Post Tagged with: "Whack Jazz"

One Track Mind: Ornette Coleman "Voice Poetry" (1975)

by Pico From 1950 to 1975 Harmolodics has always existed in my writing and playing. Yet I did not have a Harmolodic Band to compose and perform with as a working band. I often speak about being a composer that performs without prejudice of environment.–Ornette Coleman, from the Body Meta liner notes. “Harmolodics,” a conception of Coleman’s regarding a basicRead More

One Track Mind: Scorch Trio – "Kjøle Høle" (2004)

by S. Victor Aaron When talking about notable adventurous jazz of any sort that’s being made these days, it’s hard not to mention the Scandinavians. You’ve got your Esborn Svennson Trio (EST), Jaga Jazzist, Bugge Wesseltoft, Nils Petter Molvær, and even old stalwarts like Terje Rypdal and Jan Garbarek who remain vital to the scene. A few years ago, oneRead More

The Nels Cline Singers, Draw Breath (2007)

by S. Victor Aaron Now that Rolling Stone magazine has recently anointed him a “guitar god,” cutting edge guitarist Nels Cline has progressed far beyond his minor icon status of the 1990’s in the Los Angeles experimental music scene to become something of a known quantity among followers of progressive-minded electric guitarists like Bill Frisell, Marc Ribot, James “Blood” UlmerRead More

Forgotten series: Bernie Worrell – Blacktronic Science (1993)

NICK DERISO: From the trembling strains of the first harpsichord notes here, to the rappy backbeat that follows, to the bubbling funk from later on, to the hard jazz moving through this album after that, it’s clear … Bernie Worrell — the original keyboardist with Parliament-Funkadelic— is crazy. But in a good way. And we were only on track four.Read More

One Track Mind: Caspar Brotzmann, "Massaker" (1994)

Sometimes, people listen to music with too much of their brain. I’m just suggesting you give your skull some attention. –zingzing As someone who’s guilty of taking more than a few strolls down the cerebral sidewalk of music, even I’d have to admit you have to keep your cranium happy once in a while. So what does a hopeless art-jazzRead More

One Track Mind: David Torn, "Structural Functions Of Prezens" (2007)

by Pico Since new David Torn releases don’t come around that often–the last one came out in 1998–Christmas arrived last month to lovers of electric improvised music, such as myself. Mark Seleski’s review of Prezens whetted my appetite further as he described the album’s music as “the combination of ambient approach and seemingly unstructured music.” Other musicians pay lip serviceRead More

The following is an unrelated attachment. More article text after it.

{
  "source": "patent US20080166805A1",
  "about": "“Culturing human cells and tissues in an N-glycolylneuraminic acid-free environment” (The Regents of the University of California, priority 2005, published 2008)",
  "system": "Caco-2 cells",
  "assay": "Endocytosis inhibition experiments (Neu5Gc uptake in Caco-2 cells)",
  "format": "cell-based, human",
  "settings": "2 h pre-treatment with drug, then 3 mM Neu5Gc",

Gimme Five: Say what?!? Jazz’s most surprising albums

“Jazz is the sound of surprise”–jazz critic Whitney Balliett, 1926-2007 Sometimes you think you know a musician and his tendencies, or that he’s always played the kind of music you’ve known him to play. Over the course of pursuing my curiosity about certain artists, I’ve stumbled upon some rather peculiar recordings that went totally against my preconceptions of the artistRead More

Gimme Five: Five fantastic debut albums of jazz

by Pico A while back we looked at some of jazz’s most notable swan songs, a short, but certainly not complete list of the best last recordings of some jazz greats. So, what about some of the best beginnings? Here I will list five of what I’d consider some of the finest debut albums in jazz. As before, this isn’tRead More

Alice Coltrane (1937-2007) and Michael Brecker (1949-2007): An Appreciation

by S. Victor Aaron The jazz world took a double whammy over the weekend as Alice Coltrane and Michael Brecker passed away. Both of these artists were among my favorites, and like many of others, I’ll miss them and the major contributions they’ve made to the art form. Alice Coltrane was already an accomplished bop pianist when married John ColtraneRead More

One Track Mind: Otomo Yoshihide’s New Jazz Orchestra, "Gazzelloni" (2005)

by S. Victor Aaron Tokyo-based whack jazz guitarist, turntablist, composer, arranger and knob twiddler Otomo Yoshihide has been called the John Zorn of Japan for his love of combining experimental sounds with avant-garde jazz. And to my ears, there’s not much there to dispute the comparison, for better or for worse. His fascination with sine waves can be mind expandingRead More

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